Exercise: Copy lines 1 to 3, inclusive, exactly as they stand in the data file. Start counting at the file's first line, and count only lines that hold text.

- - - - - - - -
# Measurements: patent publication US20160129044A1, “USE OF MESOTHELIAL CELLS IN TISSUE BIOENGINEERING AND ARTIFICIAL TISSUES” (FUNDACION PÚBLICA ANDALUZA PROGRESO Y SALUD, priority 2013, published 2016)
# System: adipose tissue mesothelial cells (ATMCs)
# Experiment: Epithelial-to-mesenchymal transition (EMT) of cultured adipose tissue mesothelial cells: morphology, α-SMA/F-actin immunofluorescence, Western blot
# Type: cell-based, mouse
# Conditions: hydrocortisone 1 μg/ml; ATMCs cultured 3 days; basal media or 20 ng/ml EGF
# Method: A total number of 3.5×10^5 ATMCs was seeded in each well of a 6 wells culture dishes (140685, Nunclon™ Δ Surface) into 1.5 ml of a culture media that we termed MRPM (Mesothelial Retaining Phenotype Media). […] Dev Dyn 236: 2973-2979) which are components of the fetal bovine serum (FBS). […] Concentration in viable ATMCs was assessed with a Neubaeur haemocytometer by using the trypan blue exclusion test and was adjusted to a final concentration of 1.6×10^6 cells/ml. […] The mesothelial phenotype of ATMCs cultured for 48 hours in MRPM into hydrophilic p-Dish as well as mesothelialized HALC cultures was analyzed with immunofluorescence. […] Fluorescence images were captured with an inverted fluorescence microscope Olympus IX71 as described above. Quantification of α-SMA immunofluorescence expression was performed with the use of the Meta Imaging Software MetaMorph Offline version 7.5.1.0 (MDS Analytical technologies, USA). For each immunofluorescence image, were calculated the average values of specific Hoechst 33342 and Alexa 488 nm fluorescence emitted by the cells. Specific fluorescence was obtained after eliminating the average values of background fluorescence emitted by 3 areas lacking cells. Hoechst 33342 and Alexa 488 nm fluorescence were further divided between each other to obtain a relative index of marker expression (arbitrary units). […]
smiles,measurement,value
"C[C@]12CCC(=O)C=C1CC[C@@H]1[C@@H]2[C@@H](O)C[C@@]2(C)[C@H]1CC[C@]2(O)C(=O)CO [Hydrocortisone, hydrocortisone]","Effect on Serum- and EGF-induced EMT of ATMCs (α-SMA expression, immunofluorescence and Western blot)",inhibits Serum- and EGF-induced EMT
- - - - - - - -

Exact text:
# Measurements: patent publication US20160129044A1, “USE OF MESOTHELIAL CELLS IN TISSUE BIOENGINEERING AND ARTIFICIAL TISSUES” (FUNDACION PÚBLICA ANDALUZA PROGRESO Y SALUD, priority 2013, published 2016)
# System: adipose tissue mesothelial cells (ATMCs)
# Experiment: Epithelial-to-mesenchymal transition (EMT) of cultured adipose tissue mesothelial cells: morphology, α-SMA/F-actin immunofluorescence, Western blot